March in books

It was at the end of February that I entered a pretty severe hypomanic mental state that ended with approximately 43 Amazon boxes at my apartment door, each one containing a book with a pretty cover that I had seen or read about somewhere. Perhaps I'd even overheard someone talking about the latest must-have title to change your life or maybe I'd been lured in by the colourful merchandising and cleaver picks by Heather at Indigo in the weeks leading up to the shift in my mood. 

Regardless, in those manic moments, I knew I wanted books. And I wanted lots of them.

And now here I was, stable, several days later, a few hundred dollars poorer, with what seemed like a million pages to get through.  

Before I get too ahead of myself though. I should let you know that I'm bipolar, and impulse shopping is my drug of choice when I'm manic. I often wonder how many times I tap that credit card on ApplePay in a day, becoming enthralled by Siri's little ka-Ching, like it's some kind of video game and not real money that's actively draining my savings account. 

Mania is fun, at the time... until it isn't. 

However, I've always loved books. I find it soothing to be surrounded by them, and I'm always checking out new releases on the New York Times and Good Reads. I usually have 2-3 books on the go at one time. It's typically a mix of fiction, non-fiction and memoir. I've also recently started listening to audiobooks while walking my dog, Tanto, since I find that relaxes me, and he seems to like it too since it gets us out for longer walks. 

I've read a ton of books this month and wanted to share them here since I think they were all pretty awesome. I recommended most of them to friends who also enjoyed them so I figured what the heck, why not share them on the internet and start blogging about my books more (you should know that I have 154 on my 'want to read' list on Good Reads, too)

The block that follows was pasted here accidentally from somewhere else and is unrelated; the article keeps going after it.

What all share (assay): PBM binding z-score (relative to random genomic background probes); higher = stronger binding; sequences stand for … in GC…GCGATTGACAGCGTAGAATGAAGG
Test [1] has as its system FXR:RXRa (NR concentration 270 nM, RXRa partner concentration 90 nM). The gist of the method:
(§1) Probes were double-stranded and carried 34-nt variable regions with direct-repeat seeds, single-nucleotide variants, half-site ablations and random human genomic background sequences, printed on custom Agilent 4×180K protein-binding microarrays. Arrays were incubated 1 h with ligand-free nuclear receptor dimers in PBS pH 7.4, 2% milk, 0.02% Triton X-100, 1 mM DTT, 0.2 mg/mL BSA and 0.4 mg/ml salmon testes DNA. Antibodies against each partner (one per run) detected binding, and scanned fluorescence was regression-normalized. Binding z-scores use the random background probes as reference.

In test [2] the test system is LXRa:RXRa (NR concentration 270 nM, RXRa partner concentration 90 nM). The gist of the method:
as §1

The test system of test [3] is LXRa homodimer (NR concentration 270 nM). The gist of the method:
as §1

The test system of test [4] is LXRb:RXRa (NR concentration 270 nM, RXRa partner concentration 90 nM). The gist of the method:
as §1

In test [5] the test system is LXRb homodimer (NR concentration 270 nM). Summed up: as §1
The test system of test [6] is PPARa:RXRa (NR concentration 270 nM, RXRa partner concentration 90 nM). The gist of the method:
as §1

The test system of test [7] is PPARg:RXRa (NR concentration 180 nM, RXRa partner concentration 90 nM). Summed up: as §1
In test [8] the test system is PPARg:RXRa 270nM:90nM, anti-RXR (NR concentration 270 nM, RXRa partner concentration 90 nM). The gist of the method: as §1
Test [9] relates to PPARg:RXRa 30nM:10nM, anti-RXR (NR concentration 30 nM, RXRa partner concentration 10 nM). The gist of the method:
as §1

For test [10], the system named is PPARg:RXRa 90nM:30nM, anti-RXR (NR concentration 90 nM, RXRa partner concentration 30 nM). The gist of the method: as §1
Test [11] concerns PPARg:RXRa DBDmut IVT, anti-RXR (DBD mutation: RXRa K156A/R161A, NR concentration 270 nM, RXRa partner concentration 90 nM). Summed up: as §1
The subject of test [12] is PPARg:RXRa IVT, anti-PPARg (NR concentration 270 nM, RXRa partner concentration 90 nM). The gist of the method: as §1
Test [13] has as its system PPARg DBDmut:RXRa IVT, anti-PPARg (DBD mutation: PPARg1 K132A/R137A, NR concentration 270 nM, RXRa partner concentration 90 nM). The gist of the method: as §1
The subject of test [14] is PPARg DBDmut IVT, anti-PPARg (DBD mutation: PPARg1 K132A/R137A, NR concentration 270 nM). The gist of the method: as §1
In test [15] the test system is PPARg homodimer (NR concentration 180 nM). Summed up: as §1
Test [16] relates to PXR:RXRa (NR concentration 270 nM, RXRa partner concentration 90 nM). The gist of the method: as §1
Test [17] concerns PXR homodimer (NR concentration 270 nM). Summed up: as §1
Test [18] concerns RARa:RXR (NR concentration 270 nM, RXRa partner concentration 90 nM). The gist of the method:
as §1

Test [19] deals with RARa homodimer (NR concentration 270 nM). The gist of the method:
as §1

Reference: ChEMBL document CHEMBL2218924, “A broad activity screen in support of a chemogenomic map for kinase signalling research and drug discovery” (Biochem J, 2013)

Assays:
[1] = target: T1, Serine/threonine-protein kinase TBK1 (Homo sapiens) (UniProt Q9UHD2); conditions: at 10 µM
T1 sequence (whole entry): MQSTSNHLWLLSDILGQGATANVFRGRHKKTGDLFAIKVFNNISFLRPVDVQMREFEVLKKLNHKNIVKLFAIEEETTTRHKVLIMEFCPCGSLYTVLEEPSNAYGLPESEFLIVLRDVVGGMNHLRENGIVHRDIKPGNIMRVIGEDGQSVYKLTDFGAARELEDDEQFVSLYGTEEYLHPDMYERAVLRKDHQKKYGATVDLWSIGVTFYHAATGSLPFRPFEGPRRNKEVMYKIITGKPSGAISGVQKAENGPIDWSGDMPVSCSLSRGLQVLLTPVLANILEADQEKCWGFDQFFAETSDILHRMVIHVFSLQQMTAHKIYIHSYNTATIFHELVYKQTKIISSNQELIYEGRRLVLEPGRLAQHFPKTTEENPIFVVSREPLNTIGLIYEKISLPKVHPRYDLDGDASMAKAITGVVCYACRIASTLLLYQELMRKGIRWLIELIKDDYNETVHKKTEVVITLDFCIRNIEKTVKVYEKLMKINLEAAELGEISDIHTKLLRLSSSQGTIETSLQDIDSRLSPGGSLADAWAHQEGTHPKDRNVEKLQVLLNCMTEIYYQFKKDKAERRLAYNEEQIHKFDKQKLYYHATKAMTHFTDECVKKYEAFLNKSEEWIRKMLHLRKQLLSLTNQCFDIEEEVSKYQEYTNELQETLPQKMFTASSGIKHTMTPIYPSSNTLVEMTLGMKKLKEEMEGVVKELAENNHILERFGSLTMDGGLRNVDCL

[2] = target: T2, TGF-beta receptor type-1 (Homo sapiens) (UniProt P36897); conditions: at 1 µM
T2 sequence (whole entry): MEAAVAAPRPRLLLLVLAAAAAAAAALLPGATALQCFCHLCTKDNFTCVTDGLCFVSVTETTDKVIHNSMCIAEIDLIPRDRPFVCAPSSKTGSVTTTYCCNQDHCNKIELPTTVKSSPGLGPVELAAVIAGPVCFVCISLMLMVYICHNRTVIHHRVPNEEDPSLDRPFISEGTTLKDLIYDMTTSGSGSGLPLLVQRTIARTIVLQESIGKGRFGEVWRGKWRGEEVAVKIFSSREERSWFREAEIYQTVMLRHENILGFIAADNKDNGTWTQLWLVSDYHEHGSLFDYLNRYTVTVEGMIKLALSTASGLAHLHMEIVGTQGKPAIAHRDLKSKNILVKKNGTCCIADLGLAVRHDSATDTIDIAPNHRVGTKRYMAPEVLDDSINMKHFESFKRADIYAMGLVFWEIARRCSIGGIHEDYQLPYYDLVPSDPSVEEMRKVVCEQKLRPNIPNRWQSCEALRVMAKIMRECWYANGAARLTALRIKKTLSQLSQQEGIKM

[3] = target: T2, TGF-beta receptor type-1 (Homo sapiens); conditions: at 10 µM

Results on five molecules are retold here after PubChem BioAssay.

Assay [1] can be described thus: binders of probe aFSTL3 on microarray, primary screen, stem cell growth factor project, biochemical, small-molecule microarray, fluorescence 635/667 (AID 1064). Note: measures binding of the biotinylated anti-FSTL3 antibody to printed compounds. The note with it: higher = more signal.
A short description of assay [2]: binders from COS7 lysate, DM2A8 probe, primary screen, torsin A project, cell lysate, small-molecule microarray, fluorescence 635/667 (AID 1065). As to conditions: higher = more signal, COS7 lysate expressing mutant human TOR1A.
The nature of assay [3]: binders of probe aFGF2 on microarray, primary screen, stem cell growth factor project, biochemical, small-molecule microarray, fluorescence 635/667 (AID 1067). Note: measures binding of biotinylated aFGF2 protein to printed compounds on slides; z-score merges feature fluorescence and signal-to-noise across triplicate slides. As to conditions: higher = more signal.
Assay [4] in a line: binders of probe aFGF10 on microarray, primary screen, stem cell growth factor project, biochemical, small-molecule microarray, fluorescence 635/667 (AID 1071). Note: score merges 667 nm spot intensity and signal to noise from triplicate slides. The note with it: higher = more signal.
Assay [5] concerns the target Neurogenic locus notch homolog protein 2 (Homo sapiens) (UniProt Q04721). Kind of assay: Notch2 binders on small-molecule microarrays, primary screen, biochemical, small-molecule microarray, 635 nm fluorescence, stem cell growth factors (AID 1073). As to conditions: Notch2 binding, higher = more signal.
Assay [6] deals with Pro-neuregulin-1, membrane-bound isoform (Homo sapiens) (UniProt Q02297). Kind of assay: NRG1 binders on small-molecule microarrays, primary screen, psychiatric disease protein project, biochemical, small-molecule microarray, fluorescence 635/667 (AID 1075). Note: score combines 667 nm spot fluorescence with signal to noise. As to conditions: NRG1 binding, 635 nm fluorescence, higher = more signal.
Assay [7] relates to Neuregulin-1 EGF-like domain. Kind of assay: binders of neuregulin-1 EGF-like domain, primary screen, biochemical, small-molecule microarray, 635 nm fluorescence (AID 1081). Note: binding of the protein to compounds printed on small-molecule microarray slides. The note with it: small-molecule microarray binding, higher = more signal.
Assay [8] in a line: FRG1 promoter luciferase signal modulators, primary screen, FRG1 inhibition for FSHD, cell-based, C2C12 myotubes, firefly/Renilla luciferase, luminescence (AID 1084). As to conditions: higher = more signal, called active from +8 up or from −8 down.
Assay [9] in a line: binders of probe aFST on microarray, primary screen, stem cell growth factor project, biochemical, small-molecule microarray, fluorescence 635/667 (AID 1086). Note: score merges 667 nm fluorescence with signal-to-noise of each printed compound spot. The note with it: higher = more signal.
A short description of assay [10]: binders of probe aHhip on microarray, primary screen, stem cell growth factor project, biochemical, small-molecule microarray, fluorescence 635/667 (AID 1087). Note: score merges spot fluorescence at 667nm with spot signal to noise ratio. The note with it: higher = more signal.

And even though this blog will talk about more than just books (things like mental health, knitting, crochet, self-care, etc.) I think the book reviews and recommendations will be the spine holding all the pages (pardon the pun) together. 

So anyway. Let's get going. 

Severence by Ling Ma



Uncanny Valley by Anna Weiner



Daddy by Emma Cline


Billion Dollar Loser: The Epic Rise and Spectacular Fall of Adam Neumann and WeWork by Reeves Wiedeman


Pizza Girl by Jean Kyoung Frazier


If I Had Your Face by Francis Cha


Absolutely loved this book. A rare glimpse into the pressures of being beautiful in Korea, something I was unaware of before picking up the book. I enjoyed the deepening connections of the five women, and despite each facing their own challenges in life, it seemed to bring them closer together, regardless of their differing backgrounds. What a stunning debut novel from Frances Cha. I’m excited to read anything else she may release in the future.

The Henna Artist by Alka Joshi


The Push by Ashley Audrain


Psychological page turner! Finished this book in under 24 hours. Fantastic.

An Unquiet Mind: A Memoir of Moods and Madness by Kay Redfield Jamison


The Vanishing Half by Brit Bennett


Sensational page turner. Thoroughly enjoyed this book and the journey that it took me on. Brit Bennett could have taken one simple concept that would have been enough, but she took it even further, and it completely blew me away. I can see why this is considered one of the best books of 2020, and can see it topping the charts for months to come.